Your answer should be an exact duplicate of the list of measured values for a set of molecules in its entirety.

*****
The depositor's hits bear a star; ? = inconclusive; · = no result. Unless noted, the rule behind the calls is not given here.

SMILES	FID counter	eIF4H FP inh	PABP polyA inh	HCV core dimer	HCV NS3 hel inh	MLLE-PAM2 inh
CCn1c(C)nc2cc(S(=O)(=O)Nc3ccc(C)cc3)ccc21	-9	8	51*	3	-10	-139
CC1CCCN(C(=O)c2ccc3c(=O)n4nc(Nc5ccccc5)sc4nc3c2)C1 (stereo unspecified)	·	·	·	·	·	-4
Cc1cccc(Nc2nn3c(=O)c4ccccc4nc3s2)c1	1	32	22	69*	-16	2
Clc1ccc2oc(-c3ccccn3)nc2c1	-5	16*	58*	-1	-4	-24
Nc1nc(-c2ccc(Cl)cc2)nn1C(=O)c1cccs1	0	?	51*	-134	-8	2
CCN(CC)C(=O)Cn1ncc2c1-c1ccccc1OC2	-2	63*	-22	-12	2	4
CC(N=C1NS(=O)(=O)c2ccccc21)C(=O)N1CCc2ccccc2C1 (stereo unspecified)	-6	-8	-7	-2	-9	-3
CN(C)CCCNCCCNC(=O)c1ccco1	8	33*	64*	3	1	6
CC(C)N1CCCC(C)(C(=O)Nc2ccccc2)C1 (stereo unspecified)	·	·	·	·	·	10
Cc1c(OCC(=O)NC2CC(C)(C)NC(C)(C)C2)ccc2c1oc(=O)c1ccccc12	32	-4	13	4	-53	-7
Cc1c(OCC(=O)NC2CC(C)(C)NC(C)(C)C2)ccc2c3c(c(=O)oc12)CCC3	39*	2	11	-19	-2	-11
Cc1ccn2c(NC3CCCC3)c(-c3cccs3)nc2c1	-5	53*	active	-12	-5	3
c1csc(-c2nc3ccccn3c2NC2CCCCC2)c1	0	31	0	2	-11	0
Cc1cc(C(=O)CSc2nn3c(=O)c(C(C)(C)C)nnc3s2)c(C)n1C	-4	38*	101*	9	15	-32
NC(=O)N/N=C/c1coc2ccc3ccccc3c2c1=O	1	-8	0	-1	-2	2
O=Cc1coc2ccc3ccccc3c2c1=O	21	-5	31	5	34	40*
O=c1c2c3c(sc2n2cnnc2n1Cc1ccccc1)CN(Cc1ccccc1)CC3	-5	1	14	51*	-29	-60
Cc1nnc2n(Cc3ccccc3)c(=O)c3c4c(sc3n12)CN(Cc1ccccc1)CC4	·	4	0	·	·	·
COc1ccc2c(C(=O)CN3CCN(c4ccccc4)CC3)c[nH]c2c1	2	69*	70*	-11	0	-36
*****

The depositor's hits bear a star; ? = inconclusive; · = no result. Unless noted, the rule behind the calls is not given here.

SMILES	FID counter	eIF4H FP inh	PABP polyA inh	HCV core dimer	HCV NS3 hel inh	MLLE-PAM2 inh
CCn1c(C)nc2cc(S(=O)(=O)Nc3ccc(C)cc3)ccc21	-9	8	51*	3	-10	-139
CC1CCCN(C(=O)c2ccc3c(=O)n4nc(Nc5ccccc5)sc4nc3c2)C1 (stereo unspecified)	·	·	·	·	·	-4
Cc1cccc(Nc2nn3c(=O)c4ccccc4nc3s2)c1	1	32	22	69*	-16	2
Clc1ccc2oc(-c3ccccn3)nc2c1	-5	16*	58*	-1	-4	-24
Nc1nc(-c2ccc(Cl)cc2)nn1C(=O)c1cccs1	0	?	51*	-134	-8	2
CCN(CC)C(=O)Cn1ncc2c1-c1ccccc1OC2	-2	63*	-22	-12	2	4
CC(N=C1NS(=O)(=O)c2ccccc21)C(=O)N1CCc2ccccc2C1 (stereo unspecified)	-6	-8	-7	-2	-9	-3
CN(C)CCCNCCCNC(=O)c1ccco1	8	33*	64*	3	1	6
CC(C)N1CCCC(C)(C(=O)Nc2ccccc2)C1 (stereo unspecified)	·	·	·	·	·	10
Cc1c(OCC(=O)NC2CC(C)(C)NC(C)(C)C2)ccc2c1oc(=O)c1ccccc12	32	-4	13	4	-53	-7
Cc1c(OCC(=O)NC2CC(C)(C)NC(C)(C)C2)ccc2c3c(c(=O)oc12)CCC3	39*	2	11	-19	-2	-11
Cc1ccn2c(NC3CCCC3)c(-c3cccs3)nc2c1	-5	53*	active	-12	-5	3
c1csc(-c2nc3ccccn3c2NC2CCCCC2)c1	0	31	0	2	-11	0
Cc1cc(C(=O)CSc2nn3c(=O)c(C(C)(C)C)nnc3s2)c(C)n1C	-4	38*	101*	9	15	-32
NC(=O)N/N=C/c1coc2ccc3ccccc3c2c1=O	1	-8	0	-1	-2	2
O=Cc1coc2ccc3ccccc3c2c1=O	21	-5	31	5	34	40*
O=c1c2c3c(sc2n2cnnc2n1Cc1ccccc1)CN(Cc1ccccc1)CC3	-5	1	14	51*	-29	-60
Cc1nnc2n(Cc3ccccc3)c(=O)c3c4c(sc3n12)CN(Cc1ccccc1)CC4	·	4	0	·	·	·
COc1ccc2c(C(=O)CN3CCN(c4ccccc4)CC3)c[nH]c2c1	2	69*	70*	-11	0	-36